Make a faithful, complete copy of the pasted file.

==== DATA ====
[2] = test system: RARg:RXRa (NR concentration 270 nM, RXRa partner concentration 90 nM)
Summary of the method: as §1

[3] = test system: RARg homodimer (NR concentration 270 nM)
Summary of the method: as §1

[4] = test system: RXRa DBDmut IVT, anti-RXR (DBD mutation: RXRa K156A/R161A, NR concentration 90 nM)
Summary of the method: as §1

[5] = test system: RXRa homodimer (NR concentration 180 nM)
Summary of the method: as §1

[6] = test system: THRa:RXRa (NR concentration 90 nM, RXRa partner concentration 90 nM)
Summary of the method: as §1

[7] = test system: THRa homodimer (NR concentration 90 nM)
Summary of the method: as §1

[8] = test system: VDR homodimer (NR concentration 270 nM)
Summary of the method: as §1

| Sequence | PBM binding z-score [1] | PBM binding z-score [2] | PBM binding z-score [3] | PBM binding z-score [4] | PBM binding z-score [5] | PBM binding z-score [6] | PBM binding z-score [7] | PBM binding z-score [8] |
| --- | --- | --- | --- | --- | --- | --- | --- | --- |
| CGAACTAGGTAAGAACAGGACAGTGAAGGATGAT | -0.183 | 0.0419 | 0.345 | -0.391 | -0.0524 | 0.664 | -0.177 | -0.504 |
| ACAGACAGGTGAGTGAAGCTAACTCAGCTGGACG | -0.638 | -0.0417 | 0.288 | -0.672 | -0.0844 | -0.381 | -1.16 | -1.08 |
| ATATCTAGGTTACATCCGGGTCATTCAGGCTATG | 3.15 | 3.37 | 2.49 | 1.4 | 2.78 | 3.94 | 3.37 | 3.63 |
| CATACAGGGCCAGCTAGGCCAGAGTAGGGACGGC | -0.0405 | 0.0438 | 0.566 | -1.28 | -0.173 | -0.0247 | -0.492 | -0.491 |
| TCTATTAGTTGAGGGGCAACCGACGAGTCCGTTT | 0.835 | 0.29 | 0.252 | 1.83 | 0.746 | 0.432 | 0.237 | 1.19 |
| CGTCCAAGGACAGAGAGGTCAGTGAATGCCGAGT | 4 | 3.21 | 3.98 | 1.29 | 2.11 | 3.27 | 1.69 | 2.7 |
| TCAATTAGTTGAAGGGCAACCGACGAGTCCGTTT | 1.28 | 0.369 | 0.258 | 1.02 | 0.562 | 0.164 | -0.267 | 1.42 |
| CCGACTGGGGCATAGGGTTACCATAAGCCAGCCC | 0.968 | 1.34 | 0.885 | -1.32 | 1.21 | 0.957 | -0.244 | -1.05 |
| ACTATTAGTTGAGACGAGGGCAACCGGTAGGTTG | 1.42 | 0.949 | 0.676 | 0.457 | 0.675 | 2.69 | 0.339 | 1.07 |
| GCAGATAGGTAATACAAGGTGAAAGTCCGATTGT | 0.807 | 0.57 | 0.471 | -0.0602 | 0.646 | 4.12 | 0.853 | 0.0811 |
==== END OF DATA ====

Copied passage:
[2] = test system: RARg:RXRa (NR concentration 270 nM, RXRa partner concentration 90 nM)
Summary of the method: as §1

[3] = test system: RARg homodimer (NR concentration 270 nM)
Summary of the method: as §1

[4] = test system: RXRa DBDmut IVT, anti-RXR (DBD mutation: RXRa K156A/R161A, NR concentration 90 nM)
Summary of the method: as §1

[5] = test system: RXRa homodimer (NR concentration 180 nM)
Summary of the method: as §1

[6] = test system: THRa:RXRa (NR concentration 90 nM, RXRa partner concentration 90 nM)
Summary of the method: as §1

[7] = test system: THRa homodimer (NR concentration 90 nM)
Summary of the method: as §1

[8] = test system: VDR homodimer (NR concentration 270 nM)
Summary of the method: as §1

| Sequence | PBM binding z-score [1] | PBM binding z-score [2] | PBM binding z-score [3] | PBM binding z-score [4] | PBM binding z-score [5] | PBM binding z-score [6] | PBM binding z-score [7] | PBM binding z-score [8] |
| --- | --- | --- | --- | --- | --- | --- | --- | --- |
| CGAACTAGGTAAGAACAGGACAGTGAAGGATGAT | -0.183 | 0.0419 | 0.345 | -0.391 | -0.0524 | 0.664 | -0.177 | -0.504 |
| ACAGACAGGTGAGTGAAGCTAACTCAGCTGGACG | -0.638 | -0.0417 | 0.288 | -0.672 | -0.0844 | -0.381 | -1.16 | -1.08 |
| ATATCTAGGTTACATCCGGGTCATTCAGGCTATG | 3.15 | 3.37 | 2.49 | 1.4 | 2.78 | 3.94 | 3.37 | 3.63 |
| CATACAGGGCCAGCTAGGCCAGAGTAGGGACGGC | -0.0405 | 0.0438 | 0.566 | -1.28 | -0.173 | -0.0247 | -0.492 | -0.491 |
| TCTATTAGTTGAGGGGCAACCGACGAGTCCGTTT | 0.835 | 0.29 | 0.252 | 1.83 | 0.746 | 0.432 | 0.237 | 1.19 |
| CGTCCAAGGACAGAGAGGTCAGTGAATGCCGAGT | 4 | 3.21 | 3.98 | 1.29 | 2.11 | 3.27 | 1.69 | 2.7 |
| TCAATTAGTTGAAGGGCAACCGACGAGTCCGTTT | 1.28 | 0.369 | 0.258 | 1.02 | 0.562 | 0.164 | -0.267 | 1.42 |
| CCGACTGGGGCATAGGGTTACCATAAGCCAGCCC | 0.968 | 1.34 | 0.885 | -1.32 | 1.21 | 0.957 | -0.244 | -1.05 |
| ACTATTAGTTGAGACGAGGGCAACCGGTAGGTTG | 1.42 | 0.949 | 0.676 | 0.457 | 0.675 | 2.69 | 0.339 | 1.07 |
| GCAGATAGGTAATACAAGGTGAAAGTCCGATTGT | 0.807 | 0.57 | 0.471 | -0.0602 | 0.646 | 4.12 | 0.853 | 0.0811 |